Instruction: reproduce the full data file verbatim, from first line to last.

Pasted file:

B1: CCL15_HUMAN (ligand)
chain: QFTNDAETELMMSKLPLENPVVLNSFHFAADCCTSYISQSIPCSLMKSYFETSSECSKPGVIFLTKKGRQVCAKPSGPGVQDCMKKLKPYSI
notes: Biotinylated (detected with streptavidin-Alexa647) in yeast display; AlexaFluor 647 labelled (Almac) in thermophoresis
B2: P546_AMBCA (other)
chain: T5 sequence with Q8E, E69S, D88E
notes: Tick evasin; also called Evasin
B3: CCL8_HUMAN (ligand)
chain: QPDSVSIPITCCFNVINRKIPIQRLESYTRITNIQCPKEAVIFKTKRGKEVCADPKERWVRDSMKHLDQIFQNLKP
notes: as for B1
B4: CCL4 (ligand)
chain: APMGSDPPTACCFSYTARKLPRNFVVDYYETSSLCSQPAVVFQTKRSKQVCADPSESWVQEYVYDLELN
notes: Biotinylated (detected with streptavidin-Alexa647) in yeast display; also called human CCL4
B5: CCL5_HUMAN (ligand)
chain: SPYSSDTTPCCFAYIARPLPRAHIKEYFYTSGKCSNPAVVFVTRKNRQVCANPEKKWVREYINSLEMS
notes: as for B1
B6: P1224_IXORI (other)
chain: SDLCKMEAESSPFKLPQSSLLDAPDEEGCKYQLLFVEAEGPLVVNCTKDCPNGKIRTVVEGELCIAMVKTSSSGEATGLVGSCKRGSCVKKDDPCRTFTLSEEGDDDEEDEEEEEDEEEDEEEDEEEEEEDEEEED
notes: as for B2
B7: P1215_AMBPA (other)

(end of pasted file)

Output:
B1: CCL15_HUMAN (ligand)
chain: QFTNDAETELMMSKLPLENPVVLNSFHFAADCCTSYISQSIPCSLMKSYFETSSECSKPGVIFLTKKGRQVCAKPSGPGVQDCMKKLKPYSI
notes: Biotinylated (detected with streptavidin-Alexa647) in yeast display; AlexaFluor 647 labelled (Almac) in thermophoresis
B2: P546_AMBCA (other)
chain: T5 sequence with Q8E, E69S, D88E
notes: Tick evasin; also called Evasin
B3: CCL8_HUMAN (ligand)
chain: QPDSVSIPITCCFNVINRKIPIQRLESYTRITNIQCPKEAVIFKTKRGKEVCADPKERWVRDSMKHLDQIFQNLKP
notes: as for B1
B4: CCL4 (ligand)
chain: APMGSDPPTACCFSYTARKLPRNFVVDYYETSSLCSQPAVVFQTKRSKQVCADPSESWVQEYVYDLELN
notes: Biotinylated (detected with streptavidin-Alexa647) in yeast display; also called human CCL4
B5: CCL5_HUMAN (ligand)
chain: SPYSSDTTPCCFAYIARPLPRAHIKEYFYTSGKCSNPAVVFVTRKNRQVCANPEKKWVREYINSLEMS
notes: as for B1
B6: P1224_IXORI (other)
chain: SDLCKMEAESSPFKLPQSSLLDAPDEEGCKYQLLFVEAEGPLVVNCTKDCPNGKIRTVVEGELCIAMVKTSSSGEATGLVGSCKRGSCVKKDDPCRTFTLSEEGDDDEEDEEEEEDEEEDEEEDEEEEEEDEEEED
notes: as for B2
B7: P1215_AMBPA (other)